In the mid-1940s, faced with a shortage of back-of-the-house (kitchen) professionals, members of the New Haven Restaurant Association in Connecticut had the idea of creating a school to train World War II veterans in the culinary arts. In 1945, they approached attorney Frances Roth with their idea and asked her to be the school's administrative director. Mrs. Roth had never worked in a restaurant, but she became determined to establish a school that would become "the culinary center of the nation." With financial, social, and political support from Katharine Angell—who was married to Yale University President Emeritus James Rowland Angell and who would later become chair of the board of the cooking school—Mrs. Roth set about achieving her vision.
On May 22, 1946, the New Haven Restaurant Institute opened its doors in downtown New Haven, CT as the first and only school of its kind in the United States. The Institute enrolled 16 students in its first class and employed a faculty consisting of a chef, a baker, and a dietitian.
As the foodservice industry grew, so did enrollment, necessitating a move in 1947 to larger quarters: a 40-room mansion adjacent to Yale University. The school's name was changed to the Restaurant Institute of Connecticut and, in 1951, it became known as The Culinary Institute of America, reflecting its national scope and the diversity of its students. The college expanded its educational program to two years and introduced continuing education courses for industry professionals.
By the time of Mrs. Roth's retirement in 1965, the CIA had increased its enrollment to 400 students and operated a $2 million facility. Double- class sessions were initiated in 1969 to accommodate a backlog of applications, and an auxiliary campus was leased, but with more than 1,000 students and facilities strained to the maximum, the CIA's administrators launched a nationwide search for a new home. They found it in St. Andrew-on- Hudson, a former Jesuit novitiate in Hyde Park, NY. The new campus opened two years later, with its main building renamed Roth Hall.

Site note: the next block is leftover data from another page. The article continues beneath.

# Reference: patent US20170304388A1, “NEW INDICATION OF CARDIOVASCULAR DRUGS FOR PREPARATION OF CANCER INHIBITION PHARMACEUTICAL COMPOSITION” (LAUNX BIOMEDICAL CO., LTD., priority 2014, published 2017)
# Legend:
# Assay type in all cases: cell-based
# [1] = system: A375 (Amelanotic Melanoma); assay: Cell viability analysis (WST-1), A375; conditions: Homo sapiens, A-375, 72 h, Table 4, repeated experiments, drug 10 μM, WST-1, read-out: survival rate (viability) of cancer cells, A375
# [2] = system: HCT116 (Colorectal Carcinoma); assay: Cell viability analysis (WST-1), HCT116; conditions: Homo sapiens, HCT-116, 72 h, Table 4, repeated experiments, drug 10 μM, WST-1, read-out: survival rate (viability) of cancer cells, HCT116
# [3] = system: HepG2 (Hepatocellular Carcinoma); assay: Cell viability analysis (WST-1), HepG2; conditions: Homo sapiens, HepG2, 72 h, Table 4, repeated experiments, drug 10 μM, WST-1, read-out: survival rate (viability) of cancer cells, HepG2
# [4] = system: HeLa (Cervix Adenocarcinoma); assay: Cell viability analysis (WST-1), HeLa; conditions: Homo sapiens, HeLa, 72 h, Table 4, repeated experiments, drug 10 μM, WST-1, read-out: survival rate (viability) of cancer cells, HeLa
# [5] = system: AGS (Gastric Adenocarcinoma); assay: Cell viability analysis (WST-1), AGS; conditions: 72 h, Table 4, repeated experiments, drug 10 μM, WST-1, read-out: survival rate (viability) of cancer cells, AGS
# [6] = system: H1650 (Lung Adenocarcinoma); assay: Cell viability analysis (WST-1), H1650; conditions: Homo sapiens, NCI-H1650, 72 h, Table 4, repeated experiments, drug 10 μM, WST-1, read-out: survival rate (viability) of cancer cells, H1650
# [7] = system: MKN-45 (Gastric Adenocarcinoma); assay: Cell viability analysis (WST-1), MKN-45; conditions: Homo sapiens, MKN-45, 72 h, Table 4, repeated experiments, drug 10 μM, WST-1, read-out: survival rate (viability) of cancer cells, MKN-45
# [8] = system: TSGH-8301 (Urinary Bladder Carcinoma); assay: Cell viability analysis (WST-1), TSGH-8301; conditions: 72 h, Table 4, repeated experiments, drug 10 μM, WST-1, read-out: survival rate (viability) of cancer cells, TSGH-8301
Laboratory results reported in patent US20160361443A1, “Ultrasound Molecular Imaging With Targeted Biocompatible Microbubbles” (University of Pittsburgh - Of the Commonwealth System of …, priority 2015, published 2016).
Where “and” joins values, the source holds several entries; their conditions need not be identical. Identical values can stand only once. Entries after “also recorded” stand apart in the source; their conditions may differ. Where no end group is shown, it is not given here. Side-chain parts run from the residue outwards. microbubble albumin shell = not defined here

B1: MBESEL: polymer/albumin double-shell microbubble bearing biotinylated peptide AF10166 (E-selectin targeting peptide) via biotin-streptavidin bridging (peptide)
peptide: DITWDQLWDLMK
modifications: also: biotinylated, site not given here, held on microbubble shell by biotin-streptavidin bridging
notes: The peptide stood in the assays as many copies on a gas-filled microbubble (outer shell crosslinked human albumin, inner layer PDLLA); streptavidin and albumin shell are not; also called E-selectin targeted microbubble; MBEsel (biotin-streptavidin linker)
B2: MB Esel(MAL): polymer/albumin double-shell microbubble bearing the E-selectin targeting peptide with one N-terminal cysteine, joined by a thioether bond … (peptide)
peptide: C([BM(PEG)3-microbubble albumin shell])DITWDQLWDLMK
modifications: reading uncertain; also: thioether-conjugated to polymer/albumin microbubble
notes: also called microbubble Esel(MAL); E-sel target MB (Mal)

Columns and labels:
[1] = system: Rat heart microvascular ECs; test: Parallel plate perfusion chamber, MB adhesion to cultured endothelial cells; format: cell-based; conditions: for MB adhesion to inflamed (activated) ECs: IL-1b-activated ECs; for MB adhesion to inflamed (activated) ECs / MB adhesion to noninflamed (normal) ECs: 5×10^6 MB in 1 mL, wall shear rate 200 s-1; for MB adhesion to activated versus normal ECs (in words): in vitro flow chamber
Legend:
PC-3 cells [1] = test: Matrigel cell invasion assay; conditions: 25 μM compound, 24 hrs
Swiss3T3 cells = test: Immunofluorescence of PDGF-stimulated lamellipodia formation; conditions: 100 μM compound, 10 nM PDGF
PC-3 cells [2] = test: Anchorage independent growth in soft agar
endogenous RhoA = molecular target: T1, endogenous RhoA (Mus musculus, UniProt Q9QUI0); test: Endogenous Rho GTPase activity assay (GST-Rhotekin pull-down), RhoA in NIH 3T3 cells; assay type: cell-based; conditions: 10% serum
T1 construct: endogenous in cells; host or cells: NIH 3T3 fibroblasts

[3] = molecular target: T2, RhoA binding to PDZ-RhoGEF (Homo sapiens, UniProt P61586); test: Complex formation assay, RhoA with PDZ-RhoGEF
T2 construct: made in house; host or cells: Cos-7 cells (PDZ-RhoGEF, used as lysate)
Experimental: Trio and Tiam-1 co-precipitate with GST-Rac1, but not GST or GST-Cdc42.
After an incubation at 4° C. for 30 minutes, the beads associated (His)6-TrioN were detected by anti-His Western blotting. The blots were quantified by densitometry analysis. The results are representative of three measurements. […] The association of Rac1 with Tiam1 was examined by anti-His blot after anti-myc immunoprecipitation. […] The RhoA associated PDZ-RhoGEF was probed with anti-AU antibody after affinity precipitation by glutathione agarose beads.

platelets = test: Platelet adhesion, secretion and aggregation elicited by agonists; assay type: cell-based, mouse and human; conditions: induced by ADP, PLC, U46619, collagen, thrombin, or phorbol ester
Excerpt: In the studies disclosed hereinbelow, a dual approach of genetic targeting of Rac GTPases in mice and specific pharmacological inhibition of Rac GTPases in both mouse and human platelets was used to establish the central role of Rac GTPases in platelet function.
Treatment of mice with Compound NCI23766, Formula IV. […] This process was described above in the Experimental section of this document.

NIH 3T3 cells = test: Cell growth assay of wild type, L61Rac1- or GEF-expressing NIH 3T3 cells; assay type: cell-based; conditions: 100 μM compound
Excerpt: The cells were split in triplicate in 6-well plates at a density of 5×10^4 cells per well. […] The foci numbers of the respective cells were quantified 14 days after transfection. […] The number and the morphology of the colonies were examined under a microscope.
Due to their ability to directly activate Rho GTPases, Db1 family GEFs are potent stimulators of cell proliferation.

In 1971, the Board of Regents of the State of New York granted the CIA a charter to confer the Associate in Occupational Studies (AOS) degree in culinary arts, making it the first culinary college to be so authorized. Other leading-edge associate and bachelor's degree programs, majors, and concentrations were added over the years, cementing the school's status as the world's premier culinary college. And in 2016, the CIA extended its offerings into post-baccalaureate education with its Wine and Beverage Graduate Certificate Program.
In 1995, the college expanded its global reach by opening its first branch campus, The Culinary Institute of America at Greystone, located in the heart of California's Napa Valley. The CIA's growth continued in 2008, when The Culinary Institute of America, San Antonio opened its doors in Texas. In 2010, the college opened its first international location in Singapore. In partnership with the Singapore Institute of Technology, the CIA offers its bachelor's degree program from its location on the Temasek Polytechnic campus.
In 2015, the CIA launched The Food Business School (FBS), its center for executive education. That same year, the college expanded its California campus operations to include Copia, the former center for food, wine, and the arts in downtown Napa. The CIA at Copia offers food and wine education programs, as well as industry leadership conferences and initiatives.
From its humble beginnings in a single building in New Haven, CT, today the CIA continues to influence the future of food through its commitment to advancing knowledge, leading our industry, and making a difference in the lives of people all over the world.